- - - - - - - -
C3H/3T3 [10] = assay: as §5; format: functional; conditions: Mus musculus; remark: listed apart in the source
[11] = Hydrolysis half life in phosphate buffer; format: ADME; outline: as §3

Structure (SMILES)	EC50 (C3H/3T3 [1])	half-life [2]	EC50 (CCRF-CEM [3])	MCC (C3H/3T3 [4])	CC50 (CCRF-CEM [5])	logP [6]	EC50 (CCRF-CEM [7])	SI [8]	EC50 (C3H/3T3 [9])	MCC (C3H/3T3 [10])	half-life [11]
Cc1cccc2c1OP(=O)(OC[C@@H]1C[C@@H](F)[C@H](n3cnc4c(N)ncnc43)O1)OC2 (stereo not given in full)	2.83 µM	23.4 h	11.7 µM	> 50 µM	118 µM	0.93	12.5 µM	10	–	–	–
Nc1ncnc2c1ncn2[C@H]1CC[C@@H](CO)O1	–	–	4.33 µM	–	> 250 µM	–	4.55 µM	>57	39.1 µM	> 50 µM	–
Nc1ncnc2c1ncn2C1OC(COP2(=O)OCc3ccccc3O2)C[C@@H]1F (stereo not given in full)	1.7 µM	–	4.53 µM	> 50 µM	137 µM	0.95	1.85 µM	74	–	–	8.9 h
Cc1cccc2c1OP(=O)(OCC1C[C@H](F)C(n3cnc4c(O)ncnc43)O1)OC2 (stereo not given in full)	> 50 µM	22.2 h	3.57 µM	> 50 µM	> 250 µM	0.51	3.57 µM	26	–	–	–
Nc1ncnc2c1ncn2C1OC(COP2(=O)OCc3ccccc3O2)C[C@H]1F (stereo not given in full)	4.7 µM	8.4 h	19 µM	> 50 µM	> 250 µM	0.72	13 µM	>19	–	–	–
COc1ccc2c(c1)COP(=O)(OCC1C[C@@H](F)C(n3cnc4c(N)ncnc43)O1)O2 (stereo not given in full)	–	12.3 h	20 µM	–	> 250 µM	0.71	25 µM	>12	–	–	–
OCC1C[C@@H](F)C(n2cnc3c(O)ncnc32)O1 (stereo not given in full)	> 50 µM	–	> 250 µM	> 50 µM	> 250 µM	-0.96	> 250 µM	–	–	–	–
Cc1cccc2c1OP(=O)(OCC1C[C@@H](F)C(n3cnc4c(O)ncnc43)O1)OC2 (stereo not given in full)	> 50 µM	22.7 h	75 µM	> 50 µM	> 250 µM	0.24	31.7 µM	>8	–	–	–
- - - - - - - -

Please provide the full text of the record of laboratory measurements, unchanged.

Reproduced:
C3H/3T3 [10] = assay: as §5; format: functional; conditions: Mus musculus; remark: listed apart in the source
[11] = Hydrolysis half life in phosphate buffer; format: ADME; outline: as §3

Structure (SMILES)	EC50 (C3H/3T3 [1])	half-life [2]	EC50 (CCRF-CEM [3])	MCC (C3H/3T3 [4])	CC50 (CCRF-CEM [5])	logP [6]	EC50 (CCRF-CEM [7])	SI [8]	EC50 (C3H/3T3 [9])	MCC (C3H/3T3 [10])	half-life [11]
Cc1cccc2c1OP(=O)(OC[C@@H]1C[C@@H](F)[C@H](n3cnc4c(N)ncnc43)O1)OC2 (stereo not given in full)	2.83 µM	23.4 h	11.7 µM	> 50 µM	118 µM	0.93	12.5 µM	10	–	–	–
Nc1ncnc2c1ncn2[C@H]1CC[C@@H](CO)O1	–	–	4.33 µM	–	> 250 µM	–	4.55 µM	>57	39.1 µM	> 50 µM	–
Nc1ncnc2c1ncn2C1OC(COP2(=O)OCc3ccccc3O2)C[C@@H]1F (stereo not given in full)	1.7 µM	–	4.53 µM	> 50 µM	137 µM	0.95	1.85 µM	74	–	–	8.9 h
Cc1cccc2c1OP(=O)(OCC1C[C@H](F)C(n3cnc4c(O)ncnc43)O1)OC2 (stereo not given in full)	> 50 µM	22.2 h	3.57 µM	> 50 µM	> 250 µM	0.51	3.57 µM	26	–	–	–
Nc1ncnc2c1ncn2C1OC(COP2(=O)OCc3ccccc3O2)C[C@H]1F (stereo not given in full)	4.7 µM	8.4 h	19 µM	> 50 µM	> 250 µM	0.72	13 µM	>19	–	–	–
COc1ccc2c(c1)COP(=O)(OCC1C[C@@H](F)C(n3cnc4c(N)ncnc43)O1)O2 (stereo not given in full)	–	12.3 h	20 µM	–	> 250 µM	0.71	25 µM	>12	–	–	–
OCC1C[C@@H](F)C(n2cnc3c(O)ncnc32)O1 (stereo not given in full)	> 50 µM	–	> 250 µM	> 50 µM	> 250 µM	-0.96	> 250 µM	–	–	–	–
Cc1cccc2c1OP(=O)(OCC1C[C@@H](F)C(n3cnc4c(O)ncnc43)O1)OC2 (stereo not given in full)	> 50 µM	22.7 h	75 µM	> 50 µM	> 250 µM	0.24	31.7 µM	>8	–	–	–